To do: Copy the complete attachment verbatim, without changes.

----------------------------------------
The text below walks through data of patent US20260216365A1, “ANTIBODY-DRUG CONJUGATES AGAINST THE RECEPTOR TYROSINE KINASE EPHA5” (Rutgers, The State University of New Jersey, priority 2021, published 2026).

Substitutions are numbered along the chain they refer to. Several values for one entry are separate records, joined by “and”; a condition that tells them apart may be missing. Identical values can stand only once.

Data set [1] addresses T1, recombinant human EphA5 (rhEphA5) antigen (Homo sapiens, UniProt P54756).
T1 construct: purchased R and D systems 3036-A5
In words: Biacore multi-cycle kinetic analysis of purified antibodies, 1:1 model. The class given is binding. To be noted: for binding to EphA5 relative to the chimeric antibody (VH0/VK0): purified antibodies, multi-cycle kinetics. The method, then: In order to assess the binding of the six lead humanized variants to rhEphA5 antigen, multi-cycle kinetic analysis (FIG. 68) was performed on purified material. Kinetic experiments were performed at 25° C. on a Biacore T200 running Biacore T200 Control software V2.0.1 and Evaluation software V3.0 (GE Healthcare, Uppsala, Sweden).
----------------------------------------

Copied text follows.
The text below walks through data of patent US20260216365A1, “ANTIBODY-DRUG CONJUGATES AGAINST THE RECEPTOR TYROSINE KINASE EPHA5” (Rutgers, The State University of New Jersey, priority 2021, published 2026).

Substitutions are numbered along the chain they refer to. Several values for one entry are separate records, joined by “and”; a condition that tells them apart may be missing. Identical values can stand only once.

Data set [1] addresses T1, recombinant human EphA5 (rhEphA5) antigen (Homo sapiens, UniProt P54756).
T1 construct: purchased R and D systems 3036-A5
In words: Biacore multi-cycle kinetic analysis of purified antibodies, 1:1 model. The class given is binding. To be noted: for binding to EphA5 relative to the chimeric antibody (VH0/VK0): purified antibodies, multi-cycle kinetics. The method, then: In order to assess the binding of the six lead humanized variants to rhEphA5 antigen, multi-cycle kinetic analysis (FIG. 68) was performed on purified material. Kinetic experiments were performed at 25° C. on a Biacore T200 running Biacore T200 Control software V2.0.1 and Evaluation software V3.0 (GE Healthcare, Uppsala, Sweden).